The Eastern New Mexico News - Serving Clovis, Portales and the Surrounding Communities

First person: Crossing with care


September 25, 2008

CNJ staff photo: Liliana Castillo Leonard Gilbert Freitas is the crossing guard for Zia Elementary School.

Leonard Gilbert Freitas, 76, is known by his friends, colleagues and family as Gil. But as the crossing guard for Zia Elementary School, he is known as Mr. Leonard.

In sickness and in health: I used to do heavy work. But one day, I was walking along and my leg almost gave out on me. Found out I had a 90 percent blockage in my carotid artery. I had to stop that kind of work.

On the move: My wife and I move to Clovis in 1996 — from Louisiana — to be close to my daughter and her husband, who was stationed at Cannon Air Force Base. I stayed home for three years and couldn’t take it any longer. My daughter suggested I apply to be a crossing guard.

It feels good: Of all the jobs I’ve had, this one right here must be the most enjoyable one. When I see the kids everyday, it just makes me feel good.

All-weather guard: They don’t close the schools all the time in bad weather. We’re out here in all kinds of weather. I don’t mind the rain or snow so much. It’s the ice that worries me. And my hands get cold. I could have a garage sale on gloves alone. But I started getting these warm pads that keep my hands warm.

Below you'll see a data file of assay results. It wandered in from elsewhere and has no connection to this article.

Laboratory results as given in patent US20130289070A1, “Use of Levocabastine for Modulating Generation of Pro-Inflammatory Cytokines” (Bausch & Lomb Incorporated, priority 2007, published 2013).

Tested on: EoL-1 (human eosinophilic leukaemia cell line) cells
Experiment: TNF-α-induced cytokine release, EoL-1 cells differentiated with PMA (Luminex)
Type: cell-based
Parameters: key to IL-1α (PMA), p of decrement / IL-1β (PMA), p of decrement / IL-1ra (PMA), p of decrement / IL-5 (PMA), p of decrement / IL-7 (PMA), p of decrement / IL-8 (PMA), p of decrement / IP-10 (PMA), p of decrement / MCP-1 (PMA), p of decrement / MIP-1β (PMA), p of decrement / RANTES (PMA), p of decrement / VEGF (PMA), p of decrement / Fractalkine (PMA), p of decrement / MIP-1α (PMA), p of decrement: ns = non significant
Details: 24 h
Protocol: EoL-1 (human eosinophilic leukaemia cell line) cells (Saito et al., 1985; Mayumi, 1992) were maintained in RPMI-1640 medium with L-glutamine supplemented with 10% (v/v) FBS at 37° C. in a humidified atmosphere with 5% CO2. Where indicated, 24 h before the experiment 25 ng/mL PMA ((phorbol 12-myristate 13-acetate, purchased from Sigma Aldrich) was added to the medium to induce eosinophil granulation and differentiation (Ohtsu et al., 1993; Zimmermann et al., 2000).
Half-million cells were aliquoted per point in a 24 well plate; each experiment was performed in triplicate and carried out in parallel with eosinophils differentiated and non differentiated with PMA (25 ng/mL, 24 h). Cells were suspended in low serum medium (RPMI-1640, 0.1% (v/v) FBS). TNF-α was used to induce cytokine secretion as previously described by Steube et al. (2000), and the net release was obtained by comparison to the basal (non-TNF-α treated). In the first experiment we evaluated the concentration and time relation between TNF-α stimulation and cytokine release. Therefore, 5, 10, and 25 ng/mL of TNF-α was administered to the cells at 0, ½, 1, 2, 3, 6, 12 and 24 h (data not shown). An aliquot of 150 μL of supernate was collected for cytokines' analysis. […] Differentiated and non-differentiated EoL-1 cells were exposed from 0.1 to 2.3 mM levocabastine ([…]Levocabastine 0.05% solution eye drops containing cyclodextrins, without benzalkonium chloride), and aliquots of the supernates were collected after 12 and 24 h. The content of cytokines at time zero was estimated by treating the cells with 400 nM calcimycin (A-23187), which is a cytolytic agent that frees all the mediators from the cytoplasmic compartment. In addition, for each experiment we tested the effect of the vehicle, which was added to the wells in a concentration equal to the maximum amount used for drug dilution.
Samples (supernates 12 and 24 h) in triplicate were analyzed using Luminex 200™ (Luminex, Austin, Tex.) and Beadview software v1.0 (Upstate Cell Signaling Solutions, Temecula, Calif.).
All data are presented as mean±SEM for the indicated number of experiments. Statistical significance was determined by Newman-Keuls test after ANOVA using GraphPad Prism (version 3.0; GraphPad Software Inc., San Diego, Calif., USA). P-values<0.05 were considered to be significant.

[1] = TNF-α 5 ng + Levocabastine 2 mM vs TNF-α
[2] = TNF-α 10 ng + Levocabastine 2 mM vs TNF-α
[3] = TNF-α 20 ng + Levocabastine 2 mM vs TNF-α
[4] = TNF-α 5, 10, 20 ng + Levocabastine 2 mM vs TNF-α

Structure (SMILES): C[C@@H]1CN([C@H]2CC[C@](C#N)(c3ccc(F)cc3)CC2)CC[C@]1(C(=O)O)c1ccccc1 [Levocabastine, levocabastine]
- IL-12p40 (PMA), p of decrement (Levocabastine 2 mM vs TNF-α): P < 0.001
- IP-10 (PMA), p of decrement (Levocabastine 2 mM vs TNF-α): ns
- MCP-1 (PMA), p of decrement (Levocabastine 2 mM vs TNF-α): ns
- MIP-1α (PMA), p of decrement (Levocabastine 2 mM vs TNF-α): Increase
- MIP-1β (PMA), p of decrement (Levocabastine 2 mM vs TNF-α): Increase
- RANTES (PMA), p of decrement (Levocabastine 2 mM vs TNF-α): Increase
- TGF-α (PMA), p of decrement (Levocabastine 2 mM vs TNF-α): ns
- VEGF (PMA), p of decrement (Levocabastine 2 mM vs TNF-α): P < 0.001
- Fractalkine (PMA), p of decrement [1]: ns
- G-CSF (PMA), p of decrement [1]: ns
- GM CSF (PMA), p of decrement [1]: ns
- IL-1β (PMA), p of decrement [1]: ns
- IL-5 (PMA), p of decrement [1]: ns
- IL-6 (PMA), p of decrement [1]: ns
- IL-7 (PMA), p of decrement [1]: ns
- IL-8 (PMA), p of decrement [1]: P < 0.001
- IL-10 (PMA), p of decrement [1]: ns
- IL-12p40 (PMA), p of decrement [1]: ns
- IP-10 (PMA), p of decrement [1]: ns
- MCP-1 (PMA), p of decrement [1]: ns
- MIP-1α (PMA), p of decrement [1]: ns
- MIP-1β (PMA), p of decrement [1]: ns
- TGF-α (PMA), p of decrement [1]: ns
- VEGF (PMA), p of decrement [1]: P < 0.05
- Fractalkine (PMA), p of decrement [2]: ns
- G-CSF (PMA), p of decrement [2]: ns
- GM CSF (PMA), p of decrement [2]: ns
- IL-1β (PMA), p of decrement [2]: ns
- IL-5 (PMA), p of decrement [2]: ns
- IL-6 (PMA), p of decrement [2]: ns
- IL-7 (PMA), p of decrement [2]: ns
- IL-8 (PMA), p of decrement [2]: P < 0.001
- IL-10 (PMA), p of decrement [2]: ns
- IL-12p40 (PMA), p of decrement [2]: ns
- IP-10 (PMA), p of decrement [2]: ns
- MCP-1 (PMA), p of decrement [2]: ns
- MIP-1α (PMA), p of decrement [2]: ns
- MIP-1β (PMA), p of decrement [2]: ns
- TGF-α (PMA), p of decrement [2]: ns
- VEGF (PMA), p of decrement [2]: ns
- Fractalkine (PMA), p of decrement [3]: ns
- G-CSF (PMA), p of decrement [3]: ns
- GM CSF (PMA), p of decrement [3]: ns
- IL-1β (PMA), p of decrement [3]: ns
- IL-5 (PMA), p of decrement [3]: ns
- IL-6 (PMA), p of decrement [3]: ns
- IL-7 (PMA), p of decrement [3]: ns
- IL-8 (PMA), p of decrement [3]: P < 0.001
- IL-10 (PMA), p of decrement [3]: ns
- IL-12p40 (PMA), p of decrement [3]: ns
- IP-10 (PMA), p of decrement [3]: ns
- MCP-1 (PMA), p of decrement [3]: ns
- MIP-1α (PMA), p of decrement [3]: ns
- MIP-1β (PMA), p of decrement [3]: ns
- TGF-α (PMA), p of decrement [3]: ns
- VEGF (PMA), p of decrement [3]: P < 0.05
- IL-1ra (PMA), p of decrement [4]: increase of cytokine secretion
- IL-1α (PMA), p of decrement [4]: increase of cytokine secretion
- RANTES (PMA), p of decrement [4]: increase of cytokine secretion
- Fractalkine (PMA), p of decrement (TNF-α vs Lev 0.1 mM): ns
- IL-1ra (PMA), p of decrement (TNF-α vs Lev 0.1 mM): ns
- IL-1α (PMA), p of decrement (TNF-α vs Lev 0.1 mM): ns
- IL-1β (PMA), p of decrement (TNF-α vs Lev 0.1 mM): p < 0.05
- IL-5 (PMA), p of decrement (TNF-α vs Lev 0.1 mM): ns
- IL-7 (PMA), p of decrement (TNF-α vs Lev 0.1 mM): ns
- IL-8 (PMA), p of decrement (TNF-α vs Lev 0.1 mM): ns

Extended family: I always talk to the kids and ask the how they’re doing. If I’m not here for a day, they’ll ask me the next time I see them where I was and if I’m OK. You’ve gotta get along with them.

Whistle works: I didn’t use to have a whistle. I would be yelling at kids and cars and I’d get so hoarse. Now with the whistle, the kids, parents, teachers, everyone freezes as soon as they hear my whistle.

Near misses: I’ve almost been hit three times. I’ll be walking kids across and looking one way and someone will just be going too fast and I didn’t notice until they are right on me. I’ve been lucky.

Mr. Dependable: I’m the first and last one the kids see when they come and go here. They depend on me, all of them.

— Compiled by CNJ staff writer Liliana Castillo


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